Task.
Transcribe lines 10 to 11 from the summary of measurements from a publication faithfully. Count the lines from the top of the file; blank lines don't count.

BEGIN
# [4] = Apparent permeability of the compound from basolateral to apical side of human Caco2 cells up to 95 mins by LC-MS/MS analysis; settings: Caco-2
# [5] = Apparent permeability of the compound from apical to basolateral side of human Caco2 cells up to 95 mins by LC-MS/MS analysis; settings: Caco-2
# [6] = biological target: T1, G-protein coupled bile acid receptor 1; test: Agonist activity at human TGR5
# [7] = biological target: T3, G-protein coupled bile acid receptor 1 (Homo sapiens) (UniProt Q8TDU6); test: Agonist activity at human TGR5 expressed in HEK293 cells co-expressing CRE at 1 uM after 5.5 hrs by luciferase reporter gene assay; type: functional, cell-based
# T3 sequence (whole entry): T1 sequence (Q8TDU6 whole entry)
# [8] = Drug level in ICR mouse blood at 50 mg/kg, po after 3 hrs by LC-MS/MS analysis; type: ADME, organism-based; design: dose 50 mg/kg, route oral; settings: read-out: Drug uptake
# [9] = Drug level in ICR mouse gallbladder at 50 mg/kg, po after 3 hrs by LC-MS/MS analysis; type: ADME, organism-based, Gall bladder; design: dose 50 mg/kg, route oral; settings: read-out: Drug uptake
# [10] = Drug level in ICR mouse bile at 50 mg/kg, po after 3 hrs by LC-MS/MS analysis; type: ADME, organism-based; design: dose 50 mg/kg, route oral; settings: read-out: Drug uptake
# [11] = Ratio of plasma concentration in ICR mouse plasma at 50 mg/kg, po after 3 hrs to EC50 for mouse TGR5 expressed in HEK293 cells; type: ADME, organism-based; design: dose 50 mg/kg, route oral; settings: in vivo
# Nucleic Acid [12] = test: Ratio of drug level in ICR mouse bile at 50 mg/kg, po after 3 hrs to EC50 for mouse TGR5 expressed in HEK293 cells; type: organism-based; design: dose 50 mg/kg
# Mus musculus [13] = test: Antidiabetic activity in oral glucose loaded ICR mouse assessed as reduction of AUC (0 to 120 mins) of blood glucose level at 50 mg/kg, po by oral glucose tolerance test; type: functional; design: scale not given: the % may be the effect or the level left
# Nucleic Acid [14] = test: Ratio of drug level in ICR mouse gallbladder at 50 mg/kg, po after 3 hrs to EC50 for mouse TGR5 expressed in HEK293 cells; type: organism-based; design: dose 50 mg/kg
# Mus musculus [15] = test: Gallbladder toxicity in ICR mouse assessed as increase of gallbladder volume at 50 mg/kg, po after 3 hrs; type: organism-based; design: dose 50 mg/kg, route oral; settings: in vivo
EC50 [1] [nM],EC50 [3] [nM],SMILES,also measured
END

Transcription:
# Nucleic Acid [12] = test: Ratio of drug level in ICR mouse bile at 50 mg/kg, po after 3 hrs to EC50 for mouse TGR5 expressed in HEK293 cells; type: organism-based; design: dose 50 mg/kg
# Mus musculus [13] = test: Antidiabetic activity in oral glucose loaded ICR mouse assessed as reduction of AUC (0 to 120 mins) of blood glucose level at 50 mg/kg, po by oral glucose tolerance test; type: functional; design: scale not given: the % may be the effect or the level left